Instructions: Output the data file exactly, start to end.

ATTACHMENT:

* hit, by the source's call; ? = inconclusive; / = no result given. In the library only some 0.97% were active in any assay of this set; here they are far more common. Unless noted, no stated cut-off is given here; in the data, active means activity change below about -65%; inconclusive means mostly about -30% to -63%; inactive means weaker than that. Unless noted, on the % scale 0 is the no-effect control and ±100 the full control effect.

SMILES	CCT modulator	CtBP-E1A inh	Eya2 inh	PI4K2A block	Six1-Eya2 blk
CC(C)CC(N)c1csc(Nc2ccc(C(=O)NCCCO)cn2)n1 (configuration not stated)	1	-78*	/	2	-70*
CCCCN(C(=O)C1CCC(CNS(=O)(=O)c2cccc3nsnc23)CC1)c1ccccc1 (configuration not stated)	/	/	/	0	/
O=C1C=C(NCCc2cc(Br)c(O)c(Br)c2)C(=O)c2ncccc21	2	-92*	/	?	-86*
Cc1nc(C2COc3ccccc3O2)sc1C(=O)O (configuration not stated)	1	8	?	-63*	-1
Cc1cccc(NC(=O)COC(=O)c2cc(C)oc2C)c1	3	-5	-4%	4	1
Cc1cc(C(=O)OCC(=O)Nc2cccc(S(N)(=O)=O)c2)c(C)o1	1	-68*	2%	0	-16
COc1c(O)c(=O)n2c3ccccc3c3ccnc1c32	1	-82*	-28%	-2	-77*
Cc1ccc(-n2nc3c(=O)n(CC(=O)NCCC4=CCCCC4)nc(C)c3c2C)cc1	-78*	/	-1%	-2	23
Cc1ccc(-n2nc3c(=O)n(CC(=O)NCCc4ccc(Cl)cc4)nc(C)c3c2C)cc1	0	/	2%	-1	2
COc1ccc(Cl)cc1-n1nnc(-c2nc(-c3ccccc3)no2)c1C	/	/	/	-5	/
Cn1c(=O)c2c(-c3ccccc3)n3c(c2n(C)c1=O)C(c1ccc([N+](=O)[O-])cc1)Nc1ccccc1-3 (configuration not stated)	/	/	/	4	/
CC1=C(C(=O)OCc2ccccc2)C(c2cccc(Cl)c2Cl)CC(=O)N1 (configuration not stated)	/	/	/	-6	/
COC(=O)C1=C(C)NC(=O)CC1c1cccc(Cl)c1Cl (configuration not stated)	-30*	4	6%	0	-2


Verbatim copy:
* hit, by the source's call; ? = inconclusive; / = no result given. In the library only some 0.97% were active in any assay of this set; here they are far more common. Unless noted, no stated cut-off is given here; in the data, active means activity change below about -65%; inconclusive means mostly about -30% to -63%; inactive means weaker than that. Unless noted, on the % scale 0 is the no-effect control and ±100 the full control effect.

SMILES	CCT modulator	CtBP-E1A inh	Eya2 inh	PI4K2A block	Six1-Eya2 blk
CC(C)CC(N)c1csc(Nc2ccc(C(=O)NCCCO)cn2)n1 (configuration not stated)	1	-78*	/	2	-70*
CCCCN(C(=O)C1CCC(CNS(=O)(=O)c2cccc3nsnc23)CC1)c1ccccc1 (configuration not stated)	/	/	/	0	/
O=C1C=C(NCCc2cc(Br)c(O)c(Br)c2)C(=O)c2ncccc21	2	-92*	/	?	-86*
Cc1nc(C2COc3ccccc3O2)sc1C(=O)O (configuration not stated)	1	8	?	-63*	-1
Cc1cccc(NC(=O)COC(=O)c2cc(C)oc2C)c1	3	-5	-4%	4	1
Cc1cc(C(=O)OCC(=O)Nc2cccc(S(N)(=O)=O)c2)c(C)o1	1	-68*	2%	0	-16
COc1c(O)c(=O)n2c3ccccc3c3ccnc1c32	1	-82*	-28%	-2	-77*
Cc1ccc(-n2nc3c(=O)n(CC(=O)NCCC4=CCCCC4)nc(C)c3c2C)cc1	-78*	/	-1%	-2	23
Cc1ccc(-n2nc3c(=O)n(CC(=O)NCCc4ccc(Cl)cc4)nc(C)c3c2C)cc1	0	/	2%	-1	2
COc1ccc(Cl)cc1-n1nnc(-c2nc(-c3ccccc3)no2)c1C	/	/	/	-5	/
Cn1c(=O)c2c(-c3ccccc3)n3c(c2n(C)c1=O)C(c1ccc([N+](=O)[O-])cc1)Nc1ccccc1-3 (configuration not stated)	/	/	/	4	/
CC1=C(C(=O)OCc2ccccc2)C(c2cccc(Cl)c2Cl)CC(=O)N1 (configuration not stated)	/	/	/	-6	/
COC(=O)C1=C(C)NC(=O)CC1c1cccc(Cl)c1Cl (configuration not stated)	-30*	4	6%	0	-2